Hewlett-Packard's 3000 hardware is getting older, and although it's well-built, 13-year-old drives make for a good migration spark. The move to Stromasys emulators is another sort of migration, shifting MPE onto standard Intel hardware, but what of the application and software licenses? Getting them transferred is a mission for each company migrating away from HP-badged 3000s. So far, we've heard few reports of show-stopper licensing woes.
The first company that's discussed is the owners of the Powerhouse software. While that's not Cognos, or even IBM anymore, its owners are still a company that does not automatically see value in keeping a customer on support. Bob Ammerman didn't negotiate with Unicom when Conax Technologies did its test runs of Stromasys Charon HPA. Another IT group member did the bargaining, and in the end, Conax still runs its Powerhouse Quiz, QTP and even the 4GL. But its license load is lighter.
The arrangement with what people still think of as "Cognos" took a long while, so long that IBM was dragging its feet in correspondence. As a consulting contractor for the company, he said "We were bringing our software packages over one by one, and the dealing started all over when the software was bought by Unicom." In the final arrangement there was an approval issued to transfer licenses, but Conax elected to reduce its user count for its software based on these products.
"We now have a 1-user license at the developer level," Ammerman said. "We've moved away from use of the software, too," although Quiz is still important to Conax. A reduction in reporting is possible because Ammerman wrote a set of SQL stored procedures in VB Net to move data from MANMAN operational databases into SQL Server. That's where some reporting has moved, although some canned Quiz reports still operate at the company.
That mission covered the biggest software tool at the company. There was still the matter of MANMAN to transfer. The dealing with Infor, the current owners of the manufacturing app, was still to come.
"All the stuff that I've been building has reduced the need for the Cognos software," Ammerman said. The single-3000 shop has ported line-of-business important applications away from Powerhouse.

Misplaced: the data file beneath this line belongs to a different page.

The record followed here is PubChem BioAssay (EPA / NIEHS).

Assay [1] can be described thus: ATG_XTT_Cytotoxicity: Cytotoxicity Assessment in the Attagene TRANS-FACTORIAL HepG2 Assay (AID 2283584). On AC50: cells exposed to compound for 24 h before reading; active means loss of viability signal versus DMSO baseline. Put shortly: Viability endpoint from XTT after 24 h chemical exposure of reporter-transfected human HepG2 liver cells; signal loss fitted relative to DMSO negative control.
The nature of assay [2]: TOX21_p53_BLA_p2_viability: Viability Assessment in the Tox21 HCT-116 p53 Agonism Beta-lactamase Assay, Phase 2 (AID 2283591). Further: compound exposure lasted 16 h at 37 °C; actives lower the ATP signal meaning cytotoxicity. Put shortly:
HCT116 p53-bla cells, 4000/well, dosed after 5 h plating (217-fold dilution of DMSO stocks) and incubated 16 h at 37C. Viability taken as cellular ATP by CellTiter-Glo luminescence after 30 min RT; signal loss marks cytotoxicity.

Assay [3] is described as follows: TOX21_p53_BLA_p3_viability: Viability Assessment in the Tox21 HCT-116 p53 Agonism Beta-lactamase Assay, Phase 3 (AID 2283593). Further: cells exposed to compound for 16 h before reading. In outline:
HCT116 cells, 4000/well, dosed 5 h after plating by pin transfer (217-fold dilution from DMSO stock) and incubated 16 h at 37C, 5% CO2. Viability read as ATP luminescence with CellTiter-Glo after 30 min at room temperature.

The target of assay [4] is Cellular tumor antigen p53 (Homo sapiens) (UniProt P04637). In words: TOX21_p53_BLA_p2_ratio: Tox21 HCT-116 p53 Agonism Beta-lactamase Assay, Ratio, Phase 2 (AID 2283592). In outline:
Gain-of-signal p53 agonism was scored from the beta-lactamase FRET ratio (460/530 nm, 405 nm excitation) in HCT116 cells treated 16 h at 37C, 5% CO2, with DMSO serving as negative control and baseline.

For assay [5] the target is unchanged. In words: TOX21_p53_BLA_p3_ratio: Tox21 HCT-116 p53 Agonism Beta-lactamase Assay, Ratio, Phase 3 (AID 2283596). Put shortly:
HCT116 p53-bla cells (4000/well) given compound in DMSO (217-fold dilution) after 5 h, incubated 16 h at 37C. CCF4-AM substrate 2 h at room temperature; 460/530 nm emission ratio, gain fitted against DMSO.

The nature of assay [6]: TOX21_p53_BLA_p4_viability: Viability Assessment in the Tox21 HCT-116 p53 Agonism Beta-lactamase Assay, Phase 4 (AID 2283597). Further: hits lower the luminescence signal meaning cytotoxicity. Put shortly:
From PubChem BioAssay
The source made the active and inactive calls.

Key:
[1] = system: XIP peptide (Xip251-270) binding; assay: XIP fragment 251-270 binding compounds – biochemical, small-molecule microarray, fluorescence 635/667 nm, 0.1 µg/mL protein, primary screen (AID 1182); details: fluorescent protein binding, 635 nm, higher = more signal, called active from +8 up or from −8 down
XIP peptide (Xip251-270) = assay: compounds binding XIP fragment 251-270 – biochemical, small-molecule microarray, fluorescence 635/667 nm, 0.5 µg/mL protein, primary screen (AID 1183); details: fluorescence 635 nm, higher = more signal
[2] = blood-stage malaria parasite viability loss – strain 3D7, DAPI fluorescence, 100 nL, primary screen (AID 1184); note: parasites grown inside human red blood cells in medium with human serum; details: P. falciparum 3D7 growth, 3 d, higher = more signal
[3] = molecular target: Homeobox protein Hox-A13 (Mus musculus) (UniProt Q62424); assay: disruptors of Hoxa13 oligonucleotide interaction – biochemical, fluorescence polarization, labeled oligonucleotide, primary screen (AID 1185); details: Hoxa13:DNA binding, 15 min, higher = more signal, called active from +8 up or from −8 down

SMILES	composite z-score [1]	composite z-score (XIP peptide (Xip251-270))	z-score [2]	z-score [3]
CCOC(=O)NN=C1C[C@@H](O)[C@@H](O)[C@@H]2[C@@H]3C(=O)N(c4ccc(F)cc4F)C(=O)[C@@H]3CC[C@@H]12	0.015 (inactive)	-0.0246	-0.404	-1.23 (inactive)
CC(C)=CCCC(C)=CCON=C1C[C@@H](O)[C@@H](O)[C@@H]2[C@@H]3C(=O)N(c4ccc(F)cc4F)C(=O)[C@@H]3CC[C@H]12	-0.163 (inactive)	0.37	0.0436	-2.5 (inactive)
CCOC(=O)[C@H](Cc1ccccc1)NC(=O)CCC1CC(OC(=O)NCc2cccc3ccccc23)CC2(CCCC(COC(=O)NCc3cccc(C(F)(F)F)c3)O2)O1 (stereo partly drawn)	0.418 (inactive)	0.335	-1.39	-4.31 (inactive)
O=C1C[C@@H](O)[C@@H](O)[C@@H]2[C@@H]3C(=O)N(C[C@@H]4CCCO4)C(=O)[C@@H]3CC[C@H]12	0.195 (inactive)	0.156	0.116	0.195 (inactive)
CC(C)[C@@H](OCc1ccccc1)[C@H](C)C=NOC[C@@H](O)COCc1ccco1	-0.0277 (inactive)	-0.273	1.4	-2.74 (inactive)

It's significant to note at this point that arranging these license transfers is the responsibility of the individual company. Stromasys takes no role in making these transfers happen. Any existing deals in the marketplace between other 3000 users and their app vendors don't carry any weight — at least not officially. There's no posted pricing lists for these arrangements at the app vendors.
So Conax cut its own deal with Infor to keep MANMAN on MPE/iX under the emulator. "We moved it relatively cheaply," Ammerman said. "We're now paying an annual license to Infor. They were glad to be nice to us."
That's long-term thinking on the part of Infor. Vendors who are cooperating in these license migrations look toward a future when MPE won't be an option any more for their customers. Some vendors have solutions that run on other platforms. As an example, MB Foster "was happy to do a transfer," he said. This strategy preserves an investment while it maintains support revenue for vendors.
Users at Conax employ a front-end interface to SQLMan. If the company could "bring down MANMAN nightly for a snapshot, we would." Instead, they shut down the application completely once a month. It also means that company historical data is online at anytime. "One company manager asked me to look at 2010 data, and we could," Ammerman said. "We used to have to purge the old data, but we don't have to anymore" with the SQLMan transfer procedures.
Carrying licenses forward involves calls and contact vendor-by-vendor, but some have policies in place. Especially those who've done decades of business with 3000 users. From backup software right down to applications, everything's been migrated to the fresher Intel hardware running MPE/iX. "They'd be silly not to re-license products," Ammerman said, "if they want to keep their support revenue."